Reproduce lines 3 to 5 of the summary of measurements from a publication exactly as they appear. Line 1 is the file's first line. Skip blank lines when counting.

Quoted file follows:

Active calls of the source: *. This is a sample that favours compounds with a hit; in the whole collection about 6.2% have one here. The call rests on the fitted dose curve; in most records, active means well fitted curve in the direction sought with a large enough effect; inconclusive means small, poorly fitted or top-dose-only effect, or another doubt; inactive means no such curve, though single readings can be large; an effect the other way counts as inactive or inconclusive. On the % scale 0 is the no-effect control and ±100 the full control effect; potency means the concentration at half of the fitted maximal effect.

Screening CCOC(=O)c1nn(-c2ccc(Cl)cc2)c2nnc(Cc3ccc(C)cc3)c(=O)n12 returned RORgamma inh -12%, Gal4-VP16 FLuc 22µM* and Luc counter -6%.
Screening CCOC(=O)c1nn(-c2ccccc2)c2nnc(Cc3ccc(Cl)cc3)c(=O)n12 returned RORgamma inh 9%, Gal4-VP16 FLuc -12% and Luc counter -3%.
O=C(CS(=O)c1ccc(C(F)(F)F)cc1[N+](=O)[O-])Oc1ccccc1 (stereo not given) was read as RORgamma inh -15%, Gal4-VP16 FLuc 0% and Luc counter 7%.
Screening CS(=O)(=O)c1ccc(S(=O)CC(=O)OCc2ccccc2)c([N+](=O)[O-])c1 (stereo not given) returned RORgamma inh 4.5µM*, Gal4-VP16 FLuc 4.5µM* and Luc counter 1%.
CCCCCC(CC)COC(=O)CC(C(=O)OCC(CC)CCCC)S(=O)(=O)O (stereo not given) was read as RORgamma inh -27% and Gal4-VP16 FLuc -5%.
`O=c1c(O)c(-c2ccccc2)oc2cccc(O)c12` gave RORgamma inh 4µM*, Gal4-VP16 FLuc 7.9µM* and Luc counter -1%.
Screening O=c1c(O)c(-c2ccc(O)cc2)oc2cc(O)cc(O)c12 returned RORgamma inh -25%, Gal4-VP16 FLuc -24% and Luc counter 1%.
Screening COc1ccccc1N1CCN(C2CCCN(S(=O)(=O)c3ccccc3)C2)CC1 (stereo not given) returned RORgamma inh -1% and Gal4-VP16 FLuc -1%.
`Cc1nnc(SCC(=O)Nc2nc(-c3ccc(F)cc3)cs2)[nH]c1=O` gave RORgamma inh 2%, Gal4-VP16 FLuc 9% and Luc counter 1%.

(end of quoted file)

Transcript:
Screening CCOC(=O)c1nn(-c2ccccc2)c2nnc(Cc3ccc(Cl)cc3)c(=O)n12 returned RORgamma inh 9%, Gal4-VP16 FLuc -12% and Luc counter -3%.
O=C(CS(=O)c1ccc(C(F)(F)F)cc1[N+](=O)[O-])Oc1ccccc1 (stereo not given) was read as RORgamma inh -15%, Gal4-VP16 FLuc 0% and Luc counter 7%.
Screening CS(=O)(=O)c1ccc(S(=O)CC(=O)OCc2ccccc2)c([N+](=O)[O-])c1 (stereo not given) returned RORgamma inh 4.5µM*, Gal4-VP16 FLuc 4.5µM* and Luc counter 1%.